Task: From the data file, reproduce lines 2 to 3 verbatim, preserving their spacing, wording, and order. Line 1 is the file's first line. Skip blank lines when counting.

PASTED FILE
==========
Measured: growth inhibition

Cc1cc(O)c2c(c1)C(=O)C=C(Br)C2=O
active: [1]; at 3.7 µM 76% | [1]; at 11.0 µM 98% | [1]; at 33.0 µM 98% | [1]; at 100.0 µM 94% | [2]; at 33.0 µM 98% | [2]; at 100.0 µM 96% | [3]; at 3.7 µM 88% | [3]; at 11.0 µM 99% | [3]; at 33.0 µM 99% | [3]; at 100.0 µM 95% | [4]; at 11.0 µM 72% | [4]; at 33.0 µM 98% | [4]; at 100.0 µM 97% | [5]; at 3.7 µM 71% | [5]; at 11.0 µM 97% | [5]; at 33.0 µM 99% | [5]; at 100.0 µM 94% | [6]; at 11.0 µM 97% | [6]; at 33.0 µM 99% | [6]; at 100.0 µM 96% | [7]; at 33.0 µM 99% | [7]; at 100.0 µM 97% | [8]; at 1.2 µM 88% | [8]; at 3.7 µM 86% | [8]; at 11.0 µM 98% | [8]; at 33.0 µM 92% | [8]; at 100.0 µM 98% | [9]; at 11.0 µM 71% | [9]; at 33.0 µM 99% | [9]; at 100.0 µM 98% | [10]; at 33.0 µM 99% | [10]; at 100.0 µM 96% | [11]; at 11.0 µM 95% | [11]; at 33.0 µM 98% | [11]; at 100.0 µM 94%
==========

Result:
Cc1cc(O)c2c(c1)C(=O)C=C(Br)C2=O
active: [1]; at 3.7 µM 76% | [1]; at 11.0 µM 98% | [1]; at 33.0 µM 98% | [1]; at 100.0 µM 94% | [2]; at 33.0 µM 98% | [2]; at 100.0 µM 96% | [3]; at 3.7 µM 88% | [3]; at 11.0 µM 99% | [3]; at 33.0 µM 99% | [3]; at 100.0 µM 95% | [4]; at 11.0 µM 72% | [4]; at 33.0 µM 98% | [4]; at 100.0 µM 97% | [5]; at 3.7 µM 71% | [5]; at 11.0 µM 97% | [5]; at 33.0 µM 99% | [5]; at 100.0 µM 94% | [6]; at 11.0 µM 97% | [6]; at 33.0 µM 99% | [6]; at 100.0 µM 96% | [7]; at 33.0 µM 99% | [7]; at 100.0 µM 97% | [8]; at 1.2 µM 88% | [8]; at 3.7 µM 86% | [8]; at 11.0 µM 98% | [8]; at 33.0 µM 92% | [8]; at 100.0 µM 98% | [9]; at 11.0 µM 71% | [9]; at 33.0 µM 99% | [9]; at 100.0 µM 98% | [10]; at 33.0 µM 99% | [10]; at 100.0 µM 96% | [11]; at 11.0 µM 95% | [11]; at 33.0 µM 98% | [11]; at 100.0 µM 94%